The Perinatal Anxiety and Depression Australia (PANDA) 2016 annual lunch promotes conversations

By being present at the annual lunch today, I have now become a part of the conversation, here’s what I learnt.

Perinatal anxiety and depression affects both mothers and fathers.

It is important as an outsider, whether a friend, a family member or a health professional, to recognise when a parent is not coping and to act immediately by asking them about their emotional wellbeing.

Perinatal anxiety and depression sufferers tend to hide their symptoms from everybody, even doctors, causing the illness to manifest and stalling early intervention.

Some sufferers have trouble identifying the symptoms and knowing what’s normal. Miki Perkins, Journalist at The Age describes that unknowingness on the discussion panel today: “I’m in hell, but maybe this is what it’s like?”

Jenni Richardson, PANDA National Helpline and Programs Manager discussed the issue with the current lack in community support as well as the perils of social media as an unhealthy medium for parents, as it enhances an expectation to portray a certain lifestyle. Examples of this projection are body image and socialising.

“Shame is the hugest obstacle, the greatest obstacle to getting help and becoming healthy,” said Richardson.

“Perinatal anxiety and depression is a double-whammy, sufferers are dealing with the stigmas of mental illness as well as their core-selves” said Richardson.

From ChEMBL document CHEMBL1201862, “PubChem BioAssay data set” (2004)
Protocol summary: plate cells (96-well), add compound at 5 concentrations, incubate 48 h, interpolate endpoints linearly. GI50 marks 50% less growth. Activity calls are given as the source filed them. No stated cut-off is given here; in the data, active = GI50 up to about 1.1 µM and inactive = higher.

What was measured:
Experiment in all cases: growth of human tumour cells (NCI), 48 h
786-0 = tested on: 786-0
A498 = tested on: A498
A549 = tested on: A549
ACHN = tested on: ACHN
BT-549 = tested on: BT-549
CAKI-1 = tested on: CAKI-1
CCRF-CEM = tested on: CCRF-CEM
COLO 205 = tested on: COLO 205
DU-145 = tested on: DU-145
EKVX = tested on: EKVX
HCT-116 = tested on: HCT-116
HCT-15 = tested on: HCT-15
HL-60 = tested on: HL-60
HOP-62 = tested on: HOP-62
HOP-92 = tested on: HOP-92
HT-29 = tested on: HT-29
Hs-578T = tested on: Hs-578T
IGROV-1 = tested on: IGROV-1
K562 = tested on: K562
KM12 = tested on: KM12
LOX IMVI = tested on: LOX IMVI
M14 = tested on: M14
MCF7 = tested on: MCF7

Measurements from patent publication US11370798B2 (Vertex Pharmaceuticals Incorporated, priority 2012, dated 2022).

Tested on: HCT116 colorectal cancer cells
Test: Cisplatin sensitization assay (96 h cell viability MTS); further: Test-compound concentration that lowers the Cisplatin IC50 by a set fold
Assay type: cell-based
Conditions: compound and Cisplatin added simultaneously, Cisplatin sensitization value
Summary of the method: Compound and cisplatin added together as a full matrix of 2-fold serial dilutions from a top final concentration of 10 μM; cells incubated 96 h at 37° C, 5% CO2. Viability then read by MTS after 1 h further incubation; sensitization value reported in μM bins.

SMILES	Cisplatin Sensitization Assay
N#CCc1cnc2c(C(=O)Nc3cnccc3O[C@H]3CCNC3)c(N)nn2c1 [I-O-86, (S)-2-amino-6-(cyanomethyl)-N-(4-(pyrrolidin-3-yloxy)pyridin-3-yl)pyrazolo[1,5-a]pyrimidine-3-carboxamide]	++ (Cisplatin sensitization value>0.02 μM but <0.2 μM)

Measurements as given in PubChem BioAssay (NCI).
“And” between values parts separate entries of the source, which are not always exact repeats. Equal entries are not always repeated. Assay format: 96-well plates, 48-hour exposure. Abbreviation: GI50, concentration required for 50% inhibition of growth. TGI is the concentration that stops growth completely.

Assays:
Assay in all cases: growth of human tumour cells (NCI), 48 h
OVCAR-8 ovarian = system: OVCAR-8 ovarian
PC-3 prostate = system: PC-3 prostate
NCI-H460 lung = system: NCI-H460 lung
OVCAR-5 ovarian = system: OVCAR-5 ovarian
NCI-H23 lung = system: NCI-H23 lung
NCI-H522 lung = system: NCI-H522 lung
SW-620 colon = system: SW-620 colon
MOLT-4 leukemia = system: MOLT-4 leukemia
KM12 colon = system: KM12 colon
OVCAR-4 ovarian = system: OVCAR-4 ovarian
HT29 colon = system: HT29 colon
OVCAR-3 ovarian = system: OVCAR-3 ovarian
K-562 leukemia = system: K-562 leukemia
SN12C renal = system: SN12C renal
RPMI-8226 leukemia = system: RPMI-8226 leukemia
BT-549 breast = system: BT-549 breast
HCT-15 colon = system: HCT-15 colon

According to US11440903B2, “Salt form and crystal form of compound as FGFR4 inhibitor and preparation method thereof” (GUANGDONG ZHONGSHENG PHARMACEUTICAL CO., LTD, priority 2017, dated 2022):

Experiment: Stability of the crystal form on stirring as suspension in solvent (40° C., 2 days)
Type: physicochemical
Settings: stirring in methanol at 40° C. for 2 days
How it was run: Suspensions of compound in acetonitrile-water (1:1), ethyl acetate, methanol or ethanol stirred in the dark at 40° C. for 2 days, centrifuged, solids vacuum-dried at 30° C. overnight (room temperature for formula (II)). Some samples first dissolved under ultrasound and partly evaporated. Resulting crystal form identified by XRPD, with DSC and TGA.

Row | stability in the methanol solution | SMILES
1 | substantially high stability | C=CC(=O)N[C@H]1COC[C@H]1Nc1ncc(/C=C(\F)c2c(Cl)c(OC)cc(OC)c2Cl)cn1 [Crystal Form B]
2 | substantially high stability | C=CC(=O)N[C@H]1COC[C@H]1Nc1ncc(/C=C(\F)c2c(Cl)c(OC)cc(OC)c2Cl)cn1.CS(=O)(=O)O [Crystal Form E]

The ideas of pregnancy and parenthood are fed to the community as a loving and happy time in our lives. An image of parents smiling, looking into their children’s eyes is what we envisage for ourselves, when inner-feelings are conflicting that ideal image, it’s natural to question yourself.

Some symptoms of perinatal anxiety and depression are:





Inability to connect with newborn


Some triggers are:

Loss of identity

Inability to breastfeed

Loss of intimacy with other children (if not first child)

The sudden change in lifestyle

Feeling inadequate in parental duties and responsibilities


The illness can be managed, and like many mental illnesses the severity of the symptoms can be temporary. But left untreated and the outcome can be tragic, like the loss of Louise Litis. *Interview with husband Dean Litis

Although it is too soon to know what triggered Sanaya Sahib’s mother to murder her toddler just days ago, Sanaya was not far from all of our minds today.


Terri Smith CEO of PANDA and Matt Tilley, TV and radio host at KIIS 101.1 FM were also involved in the running of today’s lunch.


For more information on perinatal anxiety and depression contact PANDA

PANDA National Helpline

Mon to Fri, 10am – 5pm AEST

1300 726 306




Madison Manning; the creative writer, the literature scholar, the photographer.

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